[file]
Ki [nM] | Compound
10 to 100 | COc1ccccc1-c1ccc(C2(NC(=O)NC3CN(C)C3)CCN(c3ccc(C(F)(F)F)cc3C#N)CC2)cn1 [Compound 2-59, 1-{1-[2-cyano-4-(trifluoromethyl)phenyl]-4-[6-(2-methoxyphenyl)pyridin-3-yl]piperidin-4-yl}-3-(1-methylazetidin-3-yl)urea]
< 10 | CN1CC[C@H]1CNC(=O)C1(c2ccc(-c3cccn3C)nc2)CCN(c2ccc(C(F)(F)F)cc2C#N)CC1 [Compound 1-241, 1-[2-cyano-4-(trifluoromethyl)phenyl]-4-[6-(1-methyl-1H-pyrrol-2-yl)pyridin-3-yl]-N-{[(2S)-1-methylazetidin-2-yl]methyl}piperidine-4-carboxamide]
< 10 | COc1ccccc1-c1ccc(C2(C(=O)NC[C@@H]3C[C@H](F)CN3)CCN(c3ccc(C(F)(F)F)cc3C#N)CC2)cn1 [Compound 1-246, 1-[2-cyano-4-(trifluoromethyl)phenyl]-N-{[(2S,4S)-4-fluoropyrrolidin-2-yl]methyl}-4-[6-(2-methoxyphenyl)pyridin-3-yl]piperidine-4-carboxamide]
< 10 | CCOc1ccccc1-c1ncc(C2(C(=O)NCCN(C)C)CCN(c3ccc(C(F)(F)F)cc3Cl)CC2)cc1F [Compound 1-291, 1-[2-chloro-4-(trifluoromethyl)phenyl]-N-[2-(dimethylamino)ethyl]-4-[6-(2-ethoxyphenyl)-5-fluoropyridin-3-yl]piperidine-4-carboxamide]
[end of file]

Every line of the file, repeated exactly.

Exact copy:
Ki [nM] | Compound
10 to 100 | COc1ccccc1-c1ccc(C2(NC(=O)NC3CN(C)C3)CCN(c3ccc(C(F)(F)F)cc3C#N)CC2)cn1 [Compound 2-59, 1-{1-[2-cyano-4-(trifluoromethyl)phenyl]-4-[6-(2-methoxyphenyl)pyridin-3-yl]piperidin-4-yl}-3-(1-methylazetidin-3-yl)urea]
< 10 | CN1CC[C@H]1CNC(=O)C1(c2ccc(-c3cccn3C)nc2)CCN(c2ccc(C(F)(F)F)cc2C#N)CC1 [Compound 1-241, 1-[2-cyano-4-(trifluoromethyl)phenyl]-4-[6-(1-methyl-1H-pyrrol-2-yl)pyridin-3-yl]-N-{[(2S)-1-methylazetidin-2-yl]methyl}piperidine-4-carboxamide]
< 10 | COc1ccccc1-c1ccc(C2(C(=O)NC[C@@H]3C[C@H](F)CN3)CCN(c3ccc(C(F)(F)F)cc3C#N)CC2)cn1 [Compound 1-246, 1-[2-cyano-4-(trifluoromethyl)phenyl]-N-{[(2S,4S)-4-fluoropyrrolidin-2-yl]methyl}-4-[6-(2-methoxyphenyl)pyridin-3-yl]piperidine-4-carboxamide]
< 10 | CCOc1ccccc1-c1ncc(C2(C(=O)NCCN(C)C)CCN(c3ccc(C(F)(F)F)cc3Cl)CC2)cc1F [Compound 1-291, 1-[2-chloro-4-(trifluoromethyl)phenyl]-N-[2-(dimethylamino)ethyl]-4-[6-(2-ethoxyphenyl)-5-fluoropyridin-3-yl]piperidine-4-carboxamide]